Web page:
Ocean City Today

Resort tackles bike safety through grants, ordinances

Code change needed to make it illegal to pedal without reflectors on roads
By Katie Tabeling | Sep 21, 2017
Courtesy of: Ocean City Police Ocean City Police officers distributed $800 worth of bike lights to J-1 visa students in summer 2016. The city hopes that it can be done again in the future.

(Sept. 22, 2017) Ocean City officials are considering requiring lights on bicycles used at night, following the death last month of a cyclist who was struck by a car as she was riding early in the morning on Philadelphia Avenue.

Councilman Tony DeLuca proposed requiring bicycles to have front and rear lights when his “Green Team” committee met last Wednesday. Although the idea had been mentioned previously, DeLuca said the Aug. 30 crash that killed 21-year-old student Veronika Badurova of Slovakia made the matter a priority. Badurova died two days later at Peninsula Regional Medical Center.

“I want this expedited. I see it all the time while I’m driving — these guys are invisible,” he said. “The Wal-Mart reflectors don’t cut it anymore.”

Ocean City does require a white front light and a rear red reflector on bikes ridden on the highway at night. The bicycle light ordinance, which was made to conform to Maryland Law, says the front light must be visible from at least 500 feet and the rear reflector needs to be seen from a similar distance when directly in front of a car.

Ocean City Environmental Engineer Gail Blazer said since the ordinance says “highways,” the ordinance applies only to bicycles being ridden on Coastal Highway and Baltimore Avenue, which are state roads.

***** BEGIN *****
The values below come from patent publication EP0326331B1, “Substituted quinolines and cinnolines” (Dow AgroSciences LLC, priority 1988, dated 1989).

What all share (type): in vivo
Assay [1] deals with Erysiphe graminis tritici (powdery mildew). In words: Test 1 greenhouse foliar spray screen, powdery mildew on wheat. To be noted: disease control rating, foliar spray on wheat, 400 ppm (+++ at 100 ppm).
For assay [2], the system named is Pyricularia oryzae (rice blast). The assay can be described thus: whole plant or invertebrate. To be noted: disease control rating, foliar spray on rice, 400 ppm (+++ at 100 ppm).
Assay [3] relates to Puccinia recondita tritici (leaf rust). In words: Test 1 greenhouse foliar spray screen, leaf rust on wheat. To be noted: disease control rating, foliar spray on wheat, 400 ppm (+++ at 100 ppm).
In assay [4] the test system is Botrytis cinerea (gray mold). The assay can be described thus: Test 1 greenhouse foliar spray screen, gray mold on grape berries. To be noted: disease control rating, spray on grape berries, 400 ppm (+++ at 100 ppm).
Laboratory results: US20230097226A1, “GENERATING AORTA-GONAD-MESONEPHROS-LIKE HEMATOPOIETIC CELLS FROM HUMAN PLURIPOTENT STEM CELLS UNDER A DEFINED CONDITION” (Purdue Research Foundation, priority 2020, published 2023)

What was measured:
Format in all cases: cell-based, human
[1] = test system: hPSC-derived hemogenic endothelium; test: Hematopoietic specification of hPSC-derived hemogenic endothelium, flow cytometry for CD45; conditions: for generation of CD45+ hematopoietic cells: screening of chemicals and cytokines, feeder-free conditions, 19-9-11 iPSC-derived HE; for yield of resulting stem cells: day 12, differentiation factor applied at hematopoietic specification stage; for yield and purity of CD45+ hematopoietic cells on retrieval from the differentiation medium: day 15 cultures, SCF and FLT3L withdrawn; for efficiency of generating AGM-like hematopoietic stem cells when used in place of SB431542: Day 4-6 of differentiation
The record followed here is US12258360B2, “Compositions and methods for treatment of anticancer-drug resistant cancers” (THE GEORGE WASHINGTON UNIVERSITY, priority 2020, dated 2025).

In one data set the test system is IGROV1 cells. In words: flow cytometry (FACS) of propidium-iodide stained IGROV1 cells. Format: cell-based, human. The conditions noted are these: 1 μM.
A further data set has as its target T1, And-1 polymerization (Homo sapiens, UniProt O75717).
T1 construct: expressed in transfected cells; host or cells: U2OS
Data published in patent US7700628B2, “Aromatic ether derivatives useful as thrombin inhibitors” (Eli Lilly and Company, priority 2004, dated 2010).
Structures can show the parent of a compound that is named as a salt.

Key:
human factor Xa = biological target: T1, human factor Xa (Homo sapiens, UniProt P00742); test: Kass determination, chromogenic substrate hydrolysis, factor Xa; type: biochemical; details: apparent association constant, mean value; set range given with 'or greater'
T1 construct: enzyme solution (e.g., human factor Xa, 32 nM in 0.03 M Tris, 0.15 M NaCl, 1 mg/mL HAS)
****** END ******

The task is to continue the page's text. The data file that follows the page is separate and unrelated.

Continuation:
“It doesn’t say all streets, alleys or even city roads. We can make a recommendation to the Police Commission that we change the code language,” she said.

DeLuca also proposed looking into grant to help students and other cyclists to buy bright bike lights. In 2016, Ocean City Police used $800 of the State Highway Administration Highway grant to buy 60 lights for J-1 visa students.

He said the police helped by stopping cyclists and installing lights on bikes in need, and that he wants to repeat that initiative.

If someone doesn’t have [the lights] … we should pull them over and install it for them,” he said.

Last year, police also received a $2,000 donation to buy roughly 200 additional light sets. The bike lights were distributed again this year as part of a safety program.

Ocean City Police Public Affairs Specialist Lindsay Richard said the Patrol Division and Finance Administrator Martha Bennett will work with Grants Coordinator Wayne Pryor to find additional funding for more bike lights.

“Our officers can do their best to enforce and cite individuals without bike lights, but then we are just creating another problem for the citizens,” Richard said. “Having the ability to provide bike lights will solve the problem.”

Once the funding is secured, OCPD would want to continue last year’s tactic of installing bike lights instead of issuing fines. Richard said police would consider taking a more proactive approach.

“We may also consider holding bike safety events to distribute lights,” she said. “We are still brainstorming other effective ways to distribute bike lights and promote bike safety.”


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